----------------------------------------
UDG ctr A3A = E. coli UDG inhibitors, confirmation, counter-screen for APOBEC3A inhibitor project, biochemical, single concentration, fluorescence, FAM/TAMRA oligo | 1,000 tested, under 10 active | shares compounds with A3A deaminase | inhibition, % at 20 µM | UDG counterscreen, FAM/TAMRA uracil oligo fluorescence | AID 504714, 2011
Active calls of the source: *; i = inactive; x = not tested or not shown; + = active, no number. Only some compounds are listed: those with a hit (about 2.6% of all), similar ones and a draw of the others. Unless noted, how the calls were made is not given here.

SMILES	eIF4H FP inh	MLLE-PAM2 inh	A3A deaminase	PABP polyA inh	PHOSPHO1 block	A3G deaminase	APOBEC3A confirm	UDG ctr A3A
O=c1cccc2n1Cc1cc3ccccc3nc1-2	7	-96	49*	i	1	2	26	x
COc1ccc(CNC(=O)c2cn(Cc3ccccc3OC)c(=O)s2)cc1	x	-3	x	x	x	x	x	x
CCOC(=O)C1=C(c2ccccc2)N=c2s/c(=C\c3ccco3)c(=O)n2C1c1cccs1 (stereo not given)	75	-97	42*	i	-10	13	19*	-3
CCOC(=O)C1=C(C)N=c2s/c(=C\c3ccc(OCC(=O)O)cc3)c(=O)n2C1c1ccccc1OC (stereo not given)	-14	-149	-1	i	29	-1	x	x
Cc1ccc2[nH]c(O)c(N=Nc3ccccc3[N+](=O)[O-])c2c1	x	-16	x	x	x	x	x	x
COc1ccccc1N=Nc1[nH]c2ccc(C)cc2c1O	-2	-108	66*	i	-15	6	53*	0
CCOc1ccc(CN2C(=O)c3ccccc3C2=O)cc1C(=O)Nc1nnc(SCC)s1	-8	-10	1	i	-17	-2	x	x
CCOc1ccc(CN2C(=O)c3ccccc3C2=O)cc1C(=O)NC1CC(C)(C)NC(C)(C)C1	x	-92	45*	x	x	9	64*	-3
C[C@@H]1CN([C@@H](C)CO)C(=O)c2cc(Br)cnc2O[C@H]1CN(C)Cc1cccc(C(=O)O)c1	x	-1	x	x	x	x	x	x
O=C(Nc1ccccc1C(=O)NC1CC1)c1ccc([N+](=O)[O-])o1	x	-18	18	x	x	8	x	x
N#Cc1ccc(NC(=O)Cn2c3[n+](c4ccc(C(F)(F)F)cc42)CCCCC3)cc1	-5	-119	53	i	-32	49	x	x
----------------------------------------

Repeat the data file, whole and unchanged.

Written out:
UDG ctr A3A = E. coli UDG inhibitors, confirmation, counter-screen for APOBEC3A inhibitor project, biochemical, single concentration, fluorescence, FAM/TAMRA oligo | 1,000 tested, under 10 active | shares compounds with A3A deaminase | inhibition, % at 20 µM | UDG counterscreen, FAM/TAMRA uracil oligo fluorescence | AID 504714, 2011
Active calls of the source: *; i = inactive; x = not tested or not shown; + = active, no number. Only some compounds are listed: those with a hit (about 2.6% of all), similar ones and a draw of the others. Unless noted, how the calls were made is not given here.

SMILES	eIF4H FP inh	MLLE-PAM2 inh	A3A deaminase	PABP polyA inh	PHOSPHO1 block	A3G deaminase	APOBEC3A confirm	UDG ctr A3A
O=c1cccc2n1Cc1cc3ccccc3nc1-2	7	-96	49*	i	1	2	26	x
COc1ccc(CNC(=O)c2cn(Cc3ccccc3OC)c(=O)s2)cc1	x	-3	x	x	x	x	x	x
CCOC(=O)C1=C(c2ccccc2)N=c2s/c(=C\c3ccco3)c(=O)n2C1c1cccs1 (stereo not given)	75	-97	42*	i	-10	13	19*	-3
CCOC(=O)C1=C(C)N=c2s/c(=C\c3ccc(OCC(=O)O)cc3)c(=O)n2C1c1ccccc1OC (stereo not given)	-14	-149	-1	i	29	-1	x	x
Cc1ccc2[nH]c(O)c(N=Nc3ccccc3[N+](=O)[O-])c2c1	x	-16	x	x	x	x	x	x
COc1ccccc1N=Nc1[nH]c2ccc(C)cc2c1O	-2	-108	66*	i	-15	6	53*	0
CCOc1ccc(CN2C(=O)c3ccccc3C2=O)cc1C(=O)Nc1nnc(SCC)s1	-8	-10	1	i	-17	-2	x	x
CCOc1ccc(CN2C(=O)c3ccccc3C2=O)cc1C(=O)NC1CC(C)(C)NC(C)(C)C1	x	-92	45*	x	x	9	64*	-3
C[C@@H]1CN([C@@H](C)CO)C(=O)c2cc(Br)cnc2O[C@H]1CN(C)Cc1cccc(C(=O)O)c1	x	-1	x	x	x	x	x	x
O=C(Nc1ccccc1C(=O)NC1CC1)c1ccc([N+](=O)[O-])o1	x	-18	18	x	x	8	x	x
N#Cc1ccc(NC(=O)Cn2c3[n+](c4ccc(C(F)(F)F)cc42)CCCCC3)cc1	-5	-119	53	i	-32	49	x	x